After passing overwhelmingly in the VT house and senate, the pollinator protection bill, H706 was vetoed by the governor on World Bee Day.

    He shared the same misleading information about bee populations that we have heard from the Agency of Agriculture, and declared the bill "anti-farmer".

    The VT legislature is holding an override session on June 17th and 18th to consider overriding the governor's veto.

    We need VBA members to reach out to their senators and representatives one last time this week to support this override effort.

    Legislators have been hearing more and more from those against the bill, so it is incredibly important to express the importance of this legislation and our strong support for it. (Previously available background information is available here and here.)

    Contact Your Legislators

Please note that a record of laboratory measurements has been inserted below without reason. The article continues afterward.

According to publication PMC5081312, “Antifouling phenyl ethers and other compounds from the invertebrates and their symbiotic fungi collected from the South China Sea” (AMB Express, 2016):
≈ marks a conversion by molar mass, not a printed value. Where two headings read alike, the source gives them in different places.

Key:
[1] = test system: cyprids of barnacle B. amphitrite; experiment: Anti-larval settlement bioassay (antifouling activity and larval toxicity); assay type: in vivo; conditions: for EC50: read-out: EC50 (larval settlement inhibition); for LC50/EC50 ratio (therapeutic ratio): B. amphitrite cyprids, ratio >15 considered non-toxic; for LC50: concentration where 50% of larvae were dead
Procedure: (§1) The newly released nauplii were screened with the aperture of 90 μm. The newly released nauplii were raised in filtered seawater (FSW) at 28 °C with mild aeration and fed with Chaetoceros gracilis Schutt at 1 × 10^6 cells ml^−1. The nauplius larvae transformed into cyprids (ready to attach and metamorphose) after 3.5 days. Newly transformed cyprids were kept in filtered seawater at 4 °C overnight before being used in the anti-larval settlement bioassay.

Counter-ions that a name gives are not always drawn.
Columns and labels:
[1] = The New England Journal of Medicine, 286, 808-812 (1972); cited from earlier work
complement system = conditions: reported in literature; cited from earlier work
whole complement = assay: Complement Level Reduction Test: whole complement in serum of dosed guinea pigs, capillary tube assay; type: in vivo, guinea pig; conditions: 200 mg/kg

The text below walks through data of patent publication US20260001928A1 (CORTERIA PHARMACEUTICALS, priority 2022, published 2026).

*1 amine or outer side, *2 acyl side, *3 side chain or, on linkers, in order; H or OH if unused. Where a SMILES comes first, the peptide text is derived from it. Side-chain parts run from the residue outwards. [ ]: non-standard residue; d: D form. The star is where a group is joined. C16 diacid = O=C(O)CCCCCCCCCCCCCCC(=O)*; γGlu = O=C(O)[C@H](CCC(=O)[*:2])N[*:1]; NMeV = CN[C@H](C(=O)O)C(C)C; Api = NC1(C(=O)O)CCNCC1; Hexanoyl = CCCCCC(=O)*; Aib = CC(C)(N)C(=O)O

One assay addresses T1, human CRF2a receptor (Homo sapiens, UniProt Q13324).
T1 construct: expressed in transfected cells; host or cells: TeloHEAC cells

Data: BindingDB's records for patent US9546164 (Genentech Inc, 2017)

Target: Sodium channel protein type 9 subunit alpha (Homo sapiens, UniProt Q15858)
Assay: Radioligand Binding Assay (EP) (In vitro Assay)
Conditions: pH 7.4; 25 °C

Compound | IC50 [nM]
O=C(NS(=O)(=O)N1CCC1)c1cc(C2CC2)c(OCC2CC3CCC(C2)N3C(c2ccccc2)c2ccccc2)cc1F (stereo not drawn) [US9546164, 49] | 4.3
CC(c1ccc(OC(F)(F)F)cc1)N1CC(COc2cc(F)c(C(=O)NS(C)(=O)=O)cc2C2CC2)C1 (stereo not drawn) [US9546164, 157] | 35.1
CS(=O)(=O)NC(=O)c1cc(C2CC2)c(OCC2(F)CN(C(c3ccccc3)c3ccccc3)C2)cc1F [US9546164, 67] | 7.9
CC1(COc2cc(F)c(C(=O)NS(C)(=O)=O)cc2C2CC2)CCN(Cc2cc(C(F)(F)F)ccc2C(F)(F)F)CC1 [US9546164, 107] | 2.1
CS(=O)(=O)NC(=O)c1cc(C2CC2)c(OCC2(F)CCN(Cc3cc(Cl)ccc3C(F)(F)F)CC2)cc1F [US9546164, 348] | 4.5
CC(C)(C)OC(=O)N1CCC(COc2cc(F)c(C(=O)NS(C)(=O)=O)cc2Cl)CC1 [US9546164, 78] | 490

• Queen Cells

    This week there were two online workshops presented by VBA experts. Wednesday evening's "Ask Me Anything" program presented by Jeff Battaglini, Tony Antonucci and Fred Putnam covered tasks designed to help you perform early summer management on your colonies. Then on Thursday night, Andrew Munkres and Bianca Braman hosted a program on Queen Rearing highlighting different ways to propagate queens and focusing on queen rearing for small-scale beekeepers.

    VBA members can watch the recorded workshops by logging into the VBA website and looking under the Calendar menu for Past Workshop & Events Recordings.

  • From the Pollinatoir Working Group:

    Montpelier, VT – Today, on World Bee Day, Gov. Phil Scott today vetoed legislation meant to protect bees and other pollinators from a widely-used neuorotoxic pesticide. The bill (H.706) would  eliminate most uses of neonicotinoid pesticides (neonics) in Vermont, which have been associated with alarming losses of managed and wild bee populations.

    Neonic insecticides are used on almost all corn grown and much of the soybean grown in Vermont. They’re also sprayed on apple trees, other fruits and vegetables, and ornamental plants.